Attribution 11 min read

What Role Does Affiliate Marketing Play in The Conversion Path?

By Chris Liversidge Chris Liversidge 25 August, 2021

For many brand owners affiliate marketing is a key part of the marketing mix but it is often fraught with difficulties around effective measurement.

So, what are some of the challenges marketers face around it? And how can you solve them?

We dive in to these in this blog.

What is affiliate marketing?

To boil it down to its’ simplest definition affiliate marketing involves third party “affiliates” promoting the products and services of a brand in return for some form of commission payment.

In essence, there are three parties that are involved in the process as shown below:

Affiliates diagram
  • Brand owner – or merchant who is looking to spread the word on their products and services and is willing to financially incentivize 3rd parties that can help in this process
  • Affiliates – who are willing to help promote and convince customers of the value of a product or service in return for a commission
  • Customer – and there is the end consumer who, based on the Publishers/Affiliates prompt or recommendation, visits the brand owners website and buys their product or service
DISCOVER HOW THE PANDEMIC HAS IMPACTED ECOMMERCE NOW – AND MOVING FORWARDS.

In an ideal world it’s a ‘win-win-win’ for all of the parties involved, for different reasons. And it’s popular – with the market in the US alone predicted by Statista to reach a value of $8.2bn by 2022.

Interestingly, the segment has been impacted negatively recently during COVID-19. With a number of reports suggesting that affiliate revenues are down markedly due to a mixture of factors including the surge in online search due to the pandemic (which lessens the need for affiliates in your mix), dramatic shifts in the type of products being bought online and brand owners retrenching or reducing commission levels in an attempt to weather the storm.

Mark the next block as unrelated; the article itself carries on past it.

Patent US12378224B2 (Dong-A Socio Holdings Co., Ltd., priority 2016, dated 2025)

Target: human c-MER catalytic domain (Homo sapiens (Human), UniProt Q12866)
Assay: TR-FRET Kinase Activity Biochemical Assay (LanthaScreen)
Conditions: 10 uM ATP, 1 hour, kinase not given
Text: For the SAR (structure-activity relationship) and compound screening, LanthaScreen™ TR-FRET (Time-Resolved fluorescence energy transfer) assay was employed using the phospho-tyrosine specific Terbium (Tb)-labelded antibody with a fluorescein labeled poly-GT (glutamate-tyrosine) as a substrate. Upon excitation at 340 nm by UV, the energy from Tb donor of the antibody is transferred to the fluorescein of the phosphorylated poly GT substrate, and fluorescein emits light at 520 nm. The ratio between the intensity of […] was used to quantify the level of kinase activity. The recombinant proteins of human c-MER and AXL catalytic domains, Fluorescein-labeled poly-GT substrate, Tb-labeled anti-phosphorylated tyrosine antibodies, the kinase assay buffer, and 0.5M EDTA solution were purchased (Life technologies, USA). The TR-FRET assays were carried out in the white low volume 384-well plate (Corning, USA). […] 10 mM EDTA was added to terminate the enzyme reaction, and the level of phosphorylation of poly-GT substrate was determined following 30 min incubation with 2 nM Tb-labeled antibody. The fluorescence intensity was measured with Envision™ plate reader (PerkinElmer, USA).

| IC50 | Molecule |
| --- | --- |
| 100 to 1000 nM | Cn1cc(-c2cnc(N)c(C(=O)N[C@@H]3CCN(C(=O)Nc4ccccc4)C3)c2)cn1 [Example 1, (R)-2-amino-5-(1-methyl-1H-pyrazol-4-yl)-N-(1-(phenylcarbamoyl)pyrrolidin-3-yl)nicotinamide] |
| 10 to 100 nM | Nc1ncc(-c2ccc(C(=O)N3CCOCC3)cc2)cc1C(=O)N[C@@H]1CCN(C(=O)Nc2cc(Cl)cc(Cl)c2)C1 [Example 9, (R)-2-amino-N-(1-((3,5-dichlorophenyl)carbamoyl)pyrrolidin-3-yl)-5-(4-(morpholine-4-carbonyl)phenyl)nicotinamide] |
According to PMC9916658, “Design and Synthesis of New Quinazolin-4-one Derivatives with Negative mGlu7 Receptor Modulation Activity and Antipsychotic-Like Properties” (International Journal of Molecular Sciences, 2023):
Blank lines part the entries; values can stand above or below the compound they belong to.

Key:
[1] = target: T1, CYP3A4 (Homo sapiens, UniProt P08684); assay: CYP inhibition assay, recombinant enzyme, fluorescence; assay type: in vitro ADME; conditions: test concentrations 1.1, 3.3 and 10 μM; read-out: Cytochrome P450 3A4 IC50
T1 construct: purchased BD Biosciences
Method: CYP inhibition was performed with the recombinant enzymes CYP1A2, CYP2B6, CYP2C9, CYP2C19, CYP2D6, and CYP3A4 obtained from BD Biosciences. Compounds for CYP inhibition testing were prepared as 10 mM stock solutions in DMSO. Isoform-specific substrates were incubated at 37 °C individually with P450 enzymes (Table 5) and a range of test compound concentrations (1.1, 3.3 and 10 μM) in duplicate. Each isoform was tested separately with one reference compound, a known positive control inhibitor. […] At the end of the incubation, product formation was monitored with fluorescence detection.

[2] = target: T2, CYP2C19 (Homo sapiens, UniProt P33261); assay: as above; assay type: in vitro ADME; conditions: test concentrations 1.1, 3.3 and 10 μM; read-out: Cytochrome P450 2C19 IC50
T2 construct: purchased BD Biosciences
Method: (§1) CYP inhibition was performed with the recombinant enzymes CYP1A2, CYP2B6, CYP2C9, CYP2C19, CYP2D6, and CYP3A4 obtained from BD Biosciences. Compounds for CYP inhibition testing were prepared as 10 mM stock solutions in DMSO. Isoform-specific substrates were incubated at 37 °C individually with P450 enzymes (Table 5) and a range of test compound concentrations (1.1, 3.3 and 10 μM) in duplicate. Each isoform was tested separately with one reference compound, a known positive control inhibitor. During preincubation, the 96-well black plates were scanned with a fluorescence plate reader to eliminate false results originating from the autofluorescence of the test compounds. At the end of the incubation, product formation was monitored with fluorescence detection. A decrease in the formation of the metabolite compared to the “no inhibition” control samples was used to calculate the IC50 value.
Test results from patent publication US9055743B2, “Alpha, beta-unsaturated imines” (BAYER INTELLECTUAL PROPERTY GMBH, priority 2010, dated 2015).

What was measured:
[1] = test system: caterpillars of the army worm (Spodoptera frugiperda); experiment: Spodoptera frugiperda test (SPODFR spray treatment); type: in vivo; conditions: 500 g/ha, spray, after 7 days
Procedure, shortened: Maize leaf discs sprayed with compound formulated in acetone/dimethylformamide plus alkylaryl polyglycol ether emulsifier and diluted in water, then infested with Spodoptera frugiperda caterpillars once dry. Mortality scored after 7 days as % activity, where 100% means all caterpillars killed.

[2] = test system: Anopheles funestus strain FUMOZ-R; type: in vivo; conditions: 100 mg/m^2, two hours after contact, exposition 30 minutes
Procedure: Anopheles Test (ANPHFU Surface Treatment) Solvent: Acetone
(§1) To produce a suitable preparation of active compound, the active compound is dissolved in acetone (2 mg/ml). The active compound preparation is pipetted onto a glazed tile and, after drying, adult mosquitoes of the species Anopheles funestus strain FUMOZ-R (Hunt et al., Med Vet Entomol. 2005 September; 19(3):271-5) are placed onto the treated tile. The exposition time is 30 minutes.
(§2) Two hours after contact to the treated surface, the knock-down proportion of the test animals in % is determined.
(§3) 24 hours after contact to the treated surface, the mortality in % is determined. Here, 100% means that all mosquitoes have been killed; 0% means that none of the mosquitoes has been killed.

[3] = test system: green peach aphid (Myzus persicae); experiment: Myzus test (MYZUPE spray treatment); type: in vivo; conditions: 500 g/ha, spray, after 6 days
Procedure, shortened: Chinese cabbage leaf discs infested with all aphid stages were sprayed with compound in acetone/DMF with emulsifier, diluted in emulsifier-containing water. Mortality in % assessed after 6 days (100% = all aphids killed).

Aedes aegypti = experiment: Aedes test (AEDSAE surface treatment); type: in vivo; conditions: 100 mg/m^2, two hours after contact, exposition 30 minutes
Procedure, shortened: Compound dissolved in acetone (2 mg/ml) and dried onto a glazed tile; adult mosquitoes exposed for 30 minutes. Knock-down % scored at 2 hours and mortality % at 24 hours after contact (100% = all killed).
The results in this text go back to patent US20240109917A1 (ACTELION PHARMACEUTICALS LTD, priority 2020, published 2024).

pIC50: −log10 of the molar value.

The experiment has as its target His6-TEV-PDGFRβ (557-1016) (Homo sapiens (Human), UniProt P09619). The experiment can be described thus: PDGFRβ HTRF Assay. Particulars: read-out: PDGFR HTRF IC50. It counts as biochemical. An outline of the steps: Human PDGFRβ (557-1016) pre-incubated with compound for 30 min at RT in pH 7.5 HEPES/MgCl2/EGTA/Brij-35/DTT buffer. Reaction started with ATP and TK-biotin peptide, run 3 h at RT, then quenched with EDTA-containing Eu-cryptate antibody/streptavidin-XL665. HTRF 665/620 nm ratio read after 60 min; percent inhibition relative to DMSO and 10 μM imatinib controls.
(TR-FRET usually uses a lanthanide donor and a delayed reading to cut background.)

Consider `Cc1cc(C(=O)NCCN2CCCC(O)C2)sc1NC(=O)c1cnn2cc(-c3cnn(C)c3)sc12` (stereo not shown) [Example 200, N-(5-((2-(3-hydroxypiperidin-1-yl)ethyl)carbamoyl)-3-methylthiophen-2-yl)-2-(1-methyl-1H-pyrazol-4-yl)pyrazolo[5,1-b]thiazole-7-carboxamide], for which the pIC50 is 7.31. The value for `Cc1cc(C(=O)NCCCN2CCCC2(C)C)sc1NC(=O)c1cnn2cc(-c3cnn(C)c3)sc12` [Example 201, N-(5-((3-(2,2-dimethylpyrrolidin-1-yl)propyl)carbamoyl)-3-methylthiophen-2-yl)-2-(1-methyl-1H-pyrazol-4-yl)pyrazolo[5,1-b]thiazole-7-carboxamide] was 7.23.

Although it’s important to note, like other aspects of COVID-19, the impact has varied depending on which sector you are focused on.

So there have been affiliate winners and losers across the board.

What role does it play in the marketing mix?

It’s fair to say affiliate marketing plays a fairly pivotal role in the marketing mix – and it’s a popular tactic. Depending on which statistics you look at: upwards of 80% of brands employ affiliate marketing; with Rakuten reporting that nearly 90% of advertisers view it as important for their strategy.

So, what is the shape of this type of marketing?

In the early days of affiliate marketing a lot of the focus was on affiliates driving traffic for brands. And the hard work of nurturing to sale and conversion was the responsibility of the brand owner.

However, the balance of power has shifted in recent times.

With changes in the market meaning that the power of independent, third party influencers and bloggers are very real. Increasingly, consumers are looking to them for recommendations and guidance around prospective product choices. And it’s this level of trust that brand owners are trying to tap into in their affiliate marketing strategies.

With content, adverts and recommendations shared by affiliates – on their third party blogs and social networks – arguably carrying more weight than other marketing approaches on the brand owners own marketing channels.

In this new model – where the numbers suggest that as many as 74% of shoppers make buying decisions based on social recommendations – the equation is about much more than just site traffic for the brand owner. It’s about the quality of the content created by the affiliate to educate, persuade and help convert prospects on behalf of the brand owner.

It also opens up the possibility of reaching new, untapped audiences that the brand itself isn’t able to easily access directly.

Challenges in unravelling affiliate attribution complexity

So, the model sounds attractive all round.

But one of the biggest challenges in the whole equation is proving the value in your affiliate marketing and establishing which channels actually influence the customer to buy.